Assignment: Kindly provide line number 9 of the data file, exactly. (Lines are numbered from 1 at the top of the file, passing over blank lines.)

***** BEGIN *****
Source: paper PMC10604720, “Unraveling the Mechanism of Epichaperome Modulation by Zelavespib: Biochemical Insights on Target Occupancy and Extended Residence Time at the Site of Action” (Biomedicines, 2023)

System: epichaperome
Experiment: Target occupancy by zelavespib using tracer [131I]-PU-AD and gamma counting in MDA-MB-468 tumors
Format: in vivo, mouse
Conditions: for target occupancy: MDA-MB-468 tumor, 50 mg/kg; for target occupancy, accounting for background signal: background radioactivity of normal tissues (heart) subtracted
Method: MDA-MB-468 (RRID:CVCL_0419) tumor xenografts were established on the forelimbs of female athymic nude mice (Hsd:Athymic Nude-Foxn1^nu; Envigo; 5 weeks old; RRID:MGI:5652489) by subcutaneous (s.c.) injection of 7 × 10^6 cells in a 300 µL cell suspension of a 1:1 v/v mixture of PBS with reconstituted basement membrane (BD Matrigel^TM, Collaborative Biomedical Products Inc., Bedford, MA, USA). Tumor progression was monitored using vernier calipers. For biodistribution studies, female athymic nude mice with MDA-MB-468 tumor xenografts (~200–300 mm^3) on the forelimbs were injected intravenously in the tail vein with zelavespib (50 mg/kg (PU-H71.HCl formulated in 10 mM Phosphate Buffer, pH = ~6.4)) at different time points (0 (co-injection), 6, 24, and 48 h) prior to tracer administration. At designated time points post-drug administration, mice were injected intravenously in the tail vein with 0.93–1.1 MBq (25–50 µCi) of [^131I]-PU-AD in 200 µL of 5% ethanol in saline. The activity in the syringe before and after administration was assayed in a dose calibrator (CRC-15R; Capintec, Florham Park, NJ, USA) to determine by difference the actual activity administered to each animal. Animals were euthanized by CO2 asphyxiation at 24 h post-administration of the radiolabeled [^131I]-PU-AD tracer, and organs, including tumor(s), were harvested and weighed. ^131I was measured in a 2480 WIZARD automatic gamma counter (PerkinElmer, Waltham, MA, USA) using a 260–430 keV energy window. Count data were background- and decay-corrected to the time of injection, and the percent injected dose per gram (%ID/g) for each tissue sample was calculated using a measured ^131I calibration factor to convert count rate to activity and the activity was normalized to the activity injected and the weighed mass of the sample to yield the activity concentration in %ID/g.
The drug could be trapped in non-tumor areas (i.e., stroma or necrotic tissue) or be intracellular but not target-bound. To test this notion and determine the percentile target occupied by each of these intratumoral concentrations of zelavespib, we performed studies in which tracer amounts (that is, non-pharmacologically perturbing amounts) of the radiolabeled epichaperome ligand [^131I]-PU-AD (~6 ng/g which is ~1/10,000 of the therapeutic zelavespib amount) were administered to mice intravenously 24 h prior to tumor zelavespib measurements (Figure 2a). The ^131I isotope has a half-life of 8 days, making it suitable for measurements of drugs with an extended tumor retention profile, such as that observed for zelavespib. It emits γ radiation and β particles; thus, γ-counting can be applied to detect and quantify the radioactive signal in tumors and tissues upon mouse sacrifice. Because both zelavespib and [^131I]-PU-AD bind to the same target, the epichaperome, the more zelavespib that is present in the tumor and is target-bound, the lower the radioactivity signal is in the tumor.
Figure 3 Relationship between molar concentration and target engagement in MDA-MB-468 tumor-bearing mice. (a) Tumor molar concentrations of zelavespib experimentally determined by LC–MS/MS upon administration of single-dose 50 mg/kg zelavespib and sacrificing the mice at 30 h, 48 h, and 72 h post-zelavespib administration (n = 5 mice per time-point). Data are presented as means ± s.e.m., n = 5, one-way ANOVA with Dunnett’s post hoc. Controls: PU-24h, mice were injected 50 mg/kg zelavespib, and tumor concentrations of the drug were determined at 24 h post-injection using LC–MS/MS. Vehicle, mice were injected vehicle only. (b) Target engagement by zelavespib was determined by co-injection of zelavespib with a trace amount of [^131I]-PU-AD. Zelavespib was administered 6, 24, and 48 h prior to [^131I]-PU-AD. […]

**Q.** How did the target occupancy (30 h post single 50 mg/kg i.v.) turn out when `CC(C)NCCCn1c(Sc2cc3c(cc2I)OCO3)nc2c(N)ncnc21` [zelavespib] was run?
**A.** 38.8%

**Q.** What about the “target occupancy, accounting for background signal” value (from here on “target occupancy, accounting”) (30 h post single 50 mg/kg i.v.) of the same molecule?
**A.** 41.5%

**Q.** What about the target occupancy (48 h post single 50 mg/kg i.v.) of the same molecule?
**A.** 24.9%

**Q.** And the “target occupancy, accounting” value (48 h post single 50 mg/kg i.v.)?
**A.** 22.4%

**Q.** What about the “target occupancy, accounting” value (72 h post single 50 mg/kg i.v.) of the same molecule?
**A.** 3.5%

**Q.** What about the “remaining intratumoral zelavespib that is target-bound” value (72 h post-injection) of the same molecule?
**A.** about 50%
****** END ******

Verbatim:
**Q.** How did the target occupancy (30 h post single 50 mg/kg i.v.) turn out when `CC(C)NCCCn1c(Sc2cc3c(cc2I)OCO3)nc2c(N)ncnc21` [zelavespib] was run?